I blog in peace. Today is the second day of our ADR Program at Rhodes University. What a pleasure and an honour to be in such a beautiful town, just steeped in history and widely know as something of a mecca in education. As a mediator and a bridge-builder one of the delights of my job is the people I get to meet. And what an inspiration it has been to be in the company of 17 Academics (one from the University of the North West) from a wide array of disciplines from psychology and commerce to science. Not only have we encountered great minds, but warm engaging personalities with fabulous senses of humour. And as someone with a black belt in funny, the latter always impresses me!

Anyway, on to all things dispute resolution. We are all about shifting pradigms and resisting mindsets that perpetuate unjust systems. Our view is that a strong emphasis on adversarial modes of dispute resolution be it in the courts, workplaces or schools, perpetuates cultures of conflict that exist and actually lead to a downward spiralling of cycles of conflict. Just between you and me, if it were up to me and my karate moves, I would take the entire adversarial system down altogether.

However, it’s not a simple case of the courage and physical prowess of one single mortal, and so I am committed to being part of a movement that seeks to sensitize the whole of society around alternative methods of resolving disputes.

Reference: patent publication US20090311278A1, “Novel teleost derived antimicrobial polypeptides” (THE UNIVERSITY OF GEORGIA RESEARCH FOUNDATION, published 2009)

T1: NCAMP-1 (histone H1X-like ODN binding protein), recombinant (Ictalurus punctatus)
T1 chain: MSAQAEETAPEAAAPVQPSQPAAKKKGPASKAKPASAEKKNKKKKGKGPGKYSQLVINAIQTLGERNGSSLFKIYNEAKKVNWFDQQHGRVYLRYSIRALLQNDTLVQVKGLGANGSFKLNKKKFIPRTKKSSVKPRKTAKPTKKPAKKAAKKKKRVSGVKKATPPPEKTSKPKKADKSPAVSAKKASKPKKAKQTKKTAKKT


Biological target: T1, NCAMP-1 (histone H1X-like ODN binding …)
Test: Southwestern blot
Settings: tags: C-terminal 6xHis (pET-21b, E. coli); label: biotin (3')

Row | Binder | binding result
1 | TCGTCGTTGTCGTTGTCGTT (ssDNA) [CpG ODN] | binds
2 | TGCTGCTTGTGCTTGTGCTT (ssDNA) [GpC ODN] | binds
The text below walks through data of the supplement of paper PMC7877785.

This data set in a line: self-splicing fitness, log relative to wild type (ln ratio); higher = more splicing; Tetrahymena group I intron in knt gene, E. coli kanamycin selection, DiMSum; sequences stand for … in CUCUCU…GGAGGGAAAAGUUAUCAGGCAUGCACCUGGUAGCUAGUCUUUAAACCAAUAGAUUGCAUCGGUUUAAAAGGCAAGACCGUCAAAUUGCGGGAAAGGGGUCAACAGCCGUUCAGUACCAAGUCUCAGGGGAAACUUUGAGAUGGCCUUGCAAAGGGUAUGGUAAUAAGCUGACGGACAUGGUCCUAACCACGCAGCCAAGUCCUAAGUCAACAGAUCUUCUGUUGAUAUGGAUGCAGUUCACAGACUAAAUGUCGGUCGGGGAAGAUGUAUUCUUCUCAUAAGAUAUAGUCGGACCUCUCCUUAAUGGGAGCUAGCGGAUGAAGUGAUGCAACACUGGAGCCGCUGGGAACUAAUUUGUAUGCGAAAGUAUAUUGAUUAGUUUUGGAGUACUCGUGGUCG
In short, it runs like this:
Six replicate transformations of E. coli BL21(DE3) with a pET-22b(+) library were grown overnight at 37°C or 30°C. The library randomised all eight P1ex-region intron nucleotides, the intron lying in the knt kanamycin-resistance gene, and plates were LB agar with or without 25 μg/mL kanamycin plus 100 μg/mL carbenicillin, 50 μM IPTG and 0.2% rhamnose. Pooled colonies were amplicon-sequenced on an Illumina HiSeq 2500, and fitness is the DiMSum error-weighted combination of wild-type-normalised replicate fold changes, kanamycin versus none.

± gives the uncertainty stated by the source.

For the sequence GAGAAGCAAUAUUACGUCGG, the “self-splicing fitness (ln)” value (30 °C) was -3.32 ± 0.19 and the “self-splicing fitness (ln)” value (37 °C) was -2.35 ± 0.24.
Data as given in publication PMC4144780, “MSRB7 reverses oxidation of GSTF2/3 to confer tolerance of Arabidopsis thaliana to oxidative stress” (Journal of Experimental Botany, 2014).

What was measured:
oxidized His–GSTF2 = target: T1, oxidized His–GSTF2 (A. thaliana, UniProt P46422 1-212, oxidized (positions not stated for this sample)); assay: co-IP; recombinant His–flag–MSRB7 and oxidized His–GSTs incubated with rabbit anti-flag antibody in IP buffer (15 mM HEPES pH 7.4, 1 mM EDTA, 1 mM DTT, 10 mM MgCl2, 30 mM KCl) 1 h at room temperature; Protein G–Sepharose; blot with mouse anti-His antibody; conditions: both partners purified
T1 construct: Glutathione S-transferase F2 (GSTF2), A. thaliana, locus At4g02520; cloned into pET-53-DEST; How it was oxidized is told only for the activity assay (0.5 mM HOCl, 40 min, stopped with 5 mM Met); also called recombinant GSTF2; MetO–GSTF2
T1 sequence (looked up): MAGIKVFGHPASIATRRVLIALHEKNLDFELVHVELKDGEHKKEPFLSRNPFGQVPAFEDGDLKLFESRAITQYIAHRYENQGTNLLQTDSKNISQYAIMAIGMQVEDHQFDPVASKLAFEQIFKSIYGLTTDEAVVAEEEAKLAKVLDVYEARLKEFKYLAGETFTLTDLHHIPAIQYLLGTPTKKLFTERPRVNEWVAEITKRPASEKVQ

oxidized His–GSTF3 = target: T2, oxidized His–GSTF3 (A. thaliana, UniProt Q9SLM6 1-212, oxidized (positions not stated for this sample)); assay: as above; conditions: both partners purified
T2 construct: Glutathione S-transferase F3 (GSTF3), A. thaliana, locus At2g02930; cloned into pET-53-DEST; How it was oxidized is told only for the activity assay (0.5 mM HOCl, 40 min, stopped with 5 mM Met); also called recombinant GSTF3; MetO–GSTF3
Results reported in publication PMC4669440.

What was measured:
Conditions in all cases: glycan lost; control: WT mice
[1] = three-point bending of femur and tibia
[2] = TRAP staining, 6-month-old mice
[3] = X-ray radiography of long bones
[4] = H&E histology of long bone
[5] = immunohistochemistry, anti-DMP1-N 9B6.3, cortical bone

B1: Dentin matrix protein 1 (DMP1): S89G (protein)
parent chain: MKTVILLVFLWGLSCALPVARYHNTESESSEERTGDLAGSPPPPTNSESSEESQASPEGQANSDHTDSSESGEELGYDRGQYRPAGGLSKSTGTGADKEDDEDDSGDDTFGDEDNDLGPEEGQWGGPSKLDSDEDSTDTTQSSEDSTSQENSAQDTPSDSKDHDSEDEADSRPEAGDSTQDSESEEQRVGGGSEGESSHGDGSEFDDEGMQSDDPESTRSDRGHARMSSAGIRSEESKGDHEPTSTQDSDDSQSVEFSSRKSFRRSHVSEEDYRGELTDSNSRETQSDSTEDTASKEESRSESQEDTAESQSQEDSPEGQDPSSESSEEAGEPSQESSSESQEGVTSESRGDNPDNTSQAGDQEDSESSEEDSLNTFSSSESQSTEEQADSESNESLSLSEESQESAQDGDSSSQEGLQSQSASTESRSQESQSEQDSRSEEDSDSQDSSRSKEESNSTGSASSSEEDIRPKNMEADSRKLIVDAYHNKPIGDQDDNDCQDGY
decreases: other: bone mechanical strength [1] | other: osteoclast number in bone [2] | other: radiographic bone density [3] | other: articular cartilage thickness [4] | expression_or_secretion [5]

And so we arrived in Grahamstown on Sunday night, single-minded and committed to our view of justice. That is that justice is most fully accomplished where there is a restoration of the template. In other words, both sides of the dispute are restored to something of a peacable state of mind. It’s a big topic and I will write more fully on our concept of justice in the coming months.

In accomplishing the above, I don’t believe adversarial systems are ever the most effective platforms for the accomplishment of justice. Where disputants are pitted against each other, either in court or other adversarial processes, such as disciplinary enquiries, the process simply does not maximise opportunities for learning, growth and behavioural change.

We have found at Rhodes, that even before our arrival, there has been something of a paradigm shift and a move toward reconciliatory processes. Existing applications of mediation already are both significant and effective. We are so encouraged that this organization which is literally pregnant with future leaders, is yearning for a better way and is serious about reconciliatory and other alternative modes of dispute resolution.

We sadly said goodbye to Adam and Hilton today. Our bed and breakfast feels a little empty right now. But the good news is, we get to spend three more days with the beautiful people at Rhodes. And we get to dine at the French Quarter tonight! Adam and Hilton who? Just kidding guys, you know we love you!

To find out more about our Correspondence Programs or Workshops, please email adr@mediatorsa.co.za

For information on mediation or arbitration processes, send an email to info@mediatorsa.co.za

To engage with me further, email me on sheena@mediatorsa.co.za or follow me on twitter @sheena_ostjon


Until next time, peace!

Sheena Jonker